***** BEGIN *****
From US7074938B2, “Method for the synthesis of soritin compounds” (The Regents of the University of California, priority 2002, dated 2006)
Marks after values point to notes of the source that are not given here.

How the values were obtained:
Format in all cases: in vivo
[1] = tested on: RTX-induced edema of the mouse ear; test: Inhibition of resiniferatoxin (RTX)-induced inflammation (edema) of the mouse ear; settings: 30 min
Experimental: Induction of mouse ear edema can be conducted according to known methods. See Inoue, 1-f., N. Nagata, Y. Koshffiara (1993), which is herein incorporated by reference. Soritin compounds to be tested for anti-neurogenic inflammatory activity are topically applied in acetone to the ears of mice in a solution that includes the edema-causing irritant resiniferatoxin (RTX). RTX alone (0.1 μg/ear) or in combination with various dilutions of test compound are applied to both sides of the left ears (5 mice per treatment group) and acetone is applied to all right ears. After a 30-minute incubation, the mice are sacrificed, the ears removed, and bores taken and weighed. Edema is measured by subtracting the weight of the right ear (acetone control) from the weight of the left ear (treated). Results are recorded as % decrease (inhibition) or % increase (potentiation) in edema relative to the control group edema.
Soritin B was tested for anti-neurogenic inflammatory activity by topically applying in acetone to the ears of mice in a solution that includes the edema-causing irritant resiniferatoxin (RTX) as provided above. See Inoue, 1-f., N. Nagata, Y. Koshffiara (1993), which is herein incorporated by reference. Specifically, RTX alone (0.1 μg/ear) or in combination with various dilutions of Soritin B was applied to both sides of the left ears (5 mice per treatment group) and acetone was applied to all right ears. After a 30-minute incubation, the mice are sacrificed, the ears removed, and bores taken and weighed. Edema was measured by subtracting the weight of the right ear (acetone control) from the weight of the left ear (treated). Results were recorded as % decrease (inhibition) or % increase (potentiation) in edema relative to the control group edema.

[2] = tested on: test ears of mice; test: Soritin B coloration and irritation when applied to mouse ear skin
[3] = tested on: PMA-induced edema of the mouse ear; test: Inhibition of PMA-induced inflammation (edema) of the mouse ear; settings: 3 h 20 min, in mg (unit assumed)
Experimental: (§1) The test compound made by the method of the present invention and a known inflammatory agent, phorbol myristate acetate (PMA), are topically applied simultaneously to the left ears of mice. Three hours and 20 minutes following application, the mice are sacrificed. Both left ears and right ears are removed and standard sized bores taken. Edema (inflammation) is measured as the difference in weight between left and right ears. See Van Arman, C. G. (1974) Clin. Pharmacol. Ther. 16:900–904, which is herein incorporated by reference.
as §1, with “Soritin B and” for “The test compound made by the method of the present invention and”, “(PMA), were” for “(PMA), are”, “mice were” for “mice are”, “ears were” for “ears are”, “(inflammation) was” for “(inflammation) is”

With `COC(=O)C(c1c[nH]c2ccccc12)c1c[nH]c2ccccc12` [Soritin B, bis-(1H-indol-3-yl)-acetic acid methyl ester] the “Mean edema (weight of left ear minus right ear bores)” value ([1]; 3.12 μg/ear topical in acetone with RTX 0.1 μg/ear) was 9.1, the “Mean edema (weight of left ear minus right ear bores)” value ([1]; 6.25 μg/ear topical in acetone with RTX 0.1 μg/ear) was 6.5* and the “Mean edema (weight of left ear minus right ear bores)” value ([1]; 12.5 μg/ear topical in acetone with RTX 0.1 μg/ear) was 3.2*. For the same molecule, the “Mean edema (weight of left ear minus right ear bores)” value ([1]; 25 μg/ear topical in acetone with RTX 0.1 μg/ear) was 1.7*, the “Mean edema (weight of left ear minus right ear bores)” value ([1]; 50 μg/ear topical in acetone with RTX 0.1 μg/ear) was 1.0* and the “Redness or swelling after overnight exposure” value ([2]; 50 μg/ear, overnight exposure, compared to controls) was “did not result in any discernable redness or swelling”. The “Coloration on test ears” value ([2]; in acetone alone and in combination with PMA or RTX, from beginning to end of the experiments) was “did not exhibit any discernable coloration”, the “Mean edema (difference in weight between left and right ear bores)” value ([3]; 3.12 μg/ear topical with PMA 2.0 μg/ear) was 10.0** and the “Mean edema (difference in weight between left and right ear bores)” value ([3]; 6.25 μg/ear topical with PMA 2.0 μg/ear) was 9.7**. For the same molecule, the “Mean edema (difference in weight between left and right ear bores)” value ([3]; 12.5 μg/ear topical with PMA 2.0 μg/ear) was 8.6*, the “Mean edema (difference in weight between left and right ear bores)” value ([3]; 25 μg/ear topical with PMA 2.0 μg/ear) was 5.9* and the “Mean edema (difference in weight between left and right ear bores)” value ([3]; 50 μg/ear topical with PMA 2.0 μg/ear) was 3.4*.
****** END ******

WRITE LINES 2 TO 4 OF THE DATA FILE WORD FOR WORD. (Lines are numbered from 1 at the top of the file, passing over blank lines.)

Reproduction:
Marks after values point to notes of the source that are not given here.

How the values were obtained:
Format in all cases: in vivo